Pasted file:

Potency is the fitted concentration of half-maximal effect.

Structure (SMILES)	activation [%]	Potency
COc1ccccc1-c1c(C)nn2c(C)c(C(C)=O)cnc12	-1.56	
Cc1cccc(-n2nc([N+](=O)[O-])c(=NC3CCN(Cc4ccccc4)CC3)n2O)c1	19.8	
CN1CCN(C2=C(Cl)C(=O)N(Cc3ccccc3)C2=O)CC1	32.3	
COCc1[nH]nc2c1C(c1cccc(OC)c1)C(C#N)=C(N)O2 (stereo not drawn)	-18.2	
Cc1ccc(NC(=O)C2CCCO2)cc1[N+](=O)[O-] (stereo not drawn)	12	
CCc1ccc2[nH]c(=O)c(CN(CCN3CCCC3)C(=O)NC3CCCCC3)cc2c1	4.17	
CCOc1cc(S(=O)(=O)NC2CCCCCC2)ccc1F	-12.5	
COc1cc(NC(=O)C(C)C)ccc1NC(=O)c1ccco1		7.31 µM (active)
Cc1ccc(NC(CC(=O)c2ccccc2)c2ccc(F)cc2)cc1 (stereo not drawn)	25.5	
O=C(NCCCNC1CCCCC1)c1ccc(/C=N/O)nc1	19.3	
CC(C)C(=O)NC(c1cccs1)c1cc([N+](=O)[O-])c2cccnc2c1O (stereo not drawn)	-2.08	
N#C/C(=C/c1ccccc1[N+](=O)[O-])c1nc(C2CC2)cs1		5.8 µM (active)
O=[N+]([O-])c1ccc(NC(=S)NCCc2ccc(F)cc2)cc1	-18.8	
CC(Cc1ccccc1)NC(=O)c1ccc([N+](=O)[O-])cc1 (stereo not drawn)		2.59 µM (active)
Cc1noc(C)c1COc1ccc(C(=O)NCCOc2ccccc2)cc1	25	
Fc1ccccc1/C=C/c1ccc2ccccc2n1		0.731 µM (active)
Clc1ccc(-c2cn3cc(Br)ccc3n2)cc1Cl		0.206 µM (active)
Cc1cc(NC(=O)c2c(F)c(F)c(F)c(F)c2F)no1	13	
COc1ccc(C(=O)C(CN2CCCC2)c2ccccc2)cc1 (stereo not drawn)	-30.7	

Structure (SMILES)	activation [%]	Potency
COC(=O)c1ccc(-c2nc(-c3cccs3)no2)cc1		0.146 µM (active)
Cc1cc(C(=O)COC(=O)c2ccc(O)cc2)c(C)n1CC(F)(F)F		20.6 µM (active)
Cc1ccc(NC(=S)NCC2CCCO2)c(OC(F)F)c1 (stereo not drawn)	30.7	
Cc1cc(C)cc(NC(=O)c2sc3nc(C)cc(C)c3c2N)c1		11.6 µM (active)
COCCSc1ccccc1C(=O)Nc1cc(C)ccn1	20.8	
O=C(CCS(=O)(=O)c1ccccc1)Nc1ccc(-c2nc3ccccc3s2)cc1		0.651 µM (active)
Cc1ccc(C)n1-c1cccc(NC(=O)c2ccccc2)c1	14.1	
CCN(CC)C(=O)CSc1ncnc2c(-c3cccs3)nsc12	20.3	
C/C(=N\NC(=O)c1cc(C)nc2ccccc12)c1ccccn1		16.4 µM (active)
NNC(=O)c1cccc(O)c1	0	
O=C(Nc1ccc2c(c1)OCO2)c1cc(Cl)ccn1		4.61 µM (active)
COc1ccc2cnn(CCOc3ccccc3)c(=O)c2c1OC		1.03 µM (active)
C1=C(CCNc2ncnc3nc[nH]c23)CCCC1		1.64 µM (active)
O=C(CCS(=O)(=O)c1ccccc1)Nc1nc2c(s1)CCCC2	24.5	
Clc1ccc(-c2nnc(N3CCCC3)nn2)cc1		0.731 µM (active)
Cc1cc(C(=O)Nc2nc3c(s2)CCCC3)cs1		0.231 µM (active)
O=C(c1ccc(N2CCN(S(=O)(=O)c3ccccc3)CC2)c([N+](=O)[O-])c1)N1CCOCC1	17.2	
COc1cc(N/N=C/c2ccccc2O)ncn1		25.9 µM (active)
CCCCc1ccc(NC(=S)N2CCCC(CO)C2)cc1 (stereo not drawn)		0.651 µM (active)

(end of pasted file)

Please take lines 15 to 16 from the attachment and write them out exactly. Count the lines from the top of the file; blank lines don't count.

O=[N+]([O-])c1ccc(NC(=S)NCCc2ccc(F)cc2)cc1	-18.8	
CC(Cc1ccccc1)NC(=O)c1ccc([N+](=O)[O-])cc1 (stereo not drawn)		2.59 µM (active)